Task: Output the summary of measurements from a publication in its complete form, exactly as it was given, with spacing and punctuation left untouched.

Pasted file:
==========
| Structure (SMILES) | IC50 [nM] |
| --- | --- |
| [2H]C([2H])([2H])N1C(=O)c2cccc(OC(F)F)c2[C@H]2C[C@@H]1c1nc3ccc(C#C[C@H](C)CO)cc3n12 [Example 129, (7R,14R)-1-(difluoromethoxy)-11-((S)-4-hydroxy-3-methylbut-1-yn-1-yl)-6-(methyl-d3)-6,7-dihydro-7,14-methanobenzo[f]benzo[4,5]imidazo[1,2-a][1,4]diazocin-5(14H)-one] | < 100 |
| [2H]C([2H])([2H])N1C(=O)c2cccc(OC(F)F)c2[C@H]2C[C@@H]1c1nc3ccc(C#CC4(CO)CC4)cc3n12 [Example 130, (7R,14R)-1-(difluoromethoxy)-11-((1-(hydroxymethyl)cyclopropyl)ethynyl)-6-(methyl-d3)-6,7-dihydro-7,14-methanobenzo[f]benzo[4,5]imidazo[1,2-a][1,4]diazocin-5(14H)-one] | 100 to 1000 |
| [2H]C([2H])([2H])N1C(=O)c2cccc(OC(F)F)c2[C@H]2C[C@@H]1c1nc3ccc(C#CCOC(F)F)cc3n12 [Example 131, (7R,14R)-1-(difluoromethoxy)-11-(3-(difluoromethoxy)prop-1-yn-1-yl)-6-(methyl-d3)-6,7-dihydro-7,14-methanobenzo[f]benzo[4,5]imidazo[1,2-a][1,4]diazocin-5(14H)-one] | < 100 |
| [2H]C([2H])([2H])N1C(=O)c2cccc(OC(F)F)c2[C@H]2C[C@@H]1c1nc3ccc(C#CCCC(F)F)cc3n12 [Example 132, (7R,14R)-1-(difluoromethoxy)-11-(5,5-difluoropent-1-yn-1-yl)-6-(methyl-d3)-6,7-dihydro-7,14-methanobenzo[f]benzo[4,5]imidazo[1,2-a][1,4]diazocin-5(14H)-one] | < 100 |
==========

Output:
| Structure (SMILES) | IC50 [nM] |
| --- | --- |
| [2H]C([2H])([2H])N1C(=O)c2cccc(OC(F)F)c2[C@H]2C[C@@H]1c1nc3ccc(C#C[C@H](C)CO)cc3n12 [Example 129, (7R,14R)-1-(difluoromethoxy)-11-((S)-4-hydroxy-3-methylbut-1-yn-1-yl)-6-(methyl-d3)-6,7-dihydro-7,14-methanobenzo[f]benzo[4,5]imidazo[1,2-a][1,4]diazocin-5(14H)-one] | < 100 |
| [2H]C([2H])([2H])N1C(=O)c2cccc(OC(F)F)c2[C@H]2C[C@@H]1c1nc3ccc(C#CC4(CO)CC4)cc3n12 [Example 130, (7R,14R)-1-(difluoromethoxy)-11-((1-(hydroxymethyl)cyclopropyl)ethynyl)-6-(methyl-d3)-6,7-dihydro-7,14-methanobenzo[f]benzo[4,5]imidazo[1,2-a][1,4]diazocin-5(14H)-one] | 100 to 1000 |
| [2H]C([2H])([2H])N1C(=O)c2cccc(OC(F)F)c2[C@H]2C[C@@H]1c1nc3ccc(C#CCOC(F)F)cc3n12 [Example 131, (7R,14R)-1-(difluoromethoxy)-11-(3-(difluoromethoxy)prop-1-yn-1-yl)-6-(methyl-d3)-6,7-dihydro-7,14-methanobenzo[f]benzo[4,5]imidazo[1,2-a][1,4]diazocin-5(14H)-one] | < 100 |
| [2H]C([2H])([2H])N1C(=O)c2cccc(OC(F)F)c2[C@H]2C[C@@H]1c1nc3ccc(C#CCCC(F)F)cc3n12 [Example 132, (7R,14R)-1-(difluoromethoxy)-11-(5,5-difluoropent-1-yn-1-yl)-6-(methyl-d3)-6,7-dihydro-7,14-methanobenzo[f]benzo[4,5]imidazo[1,2-a][1,4]diazocin-5(14H)-one] | < 100 |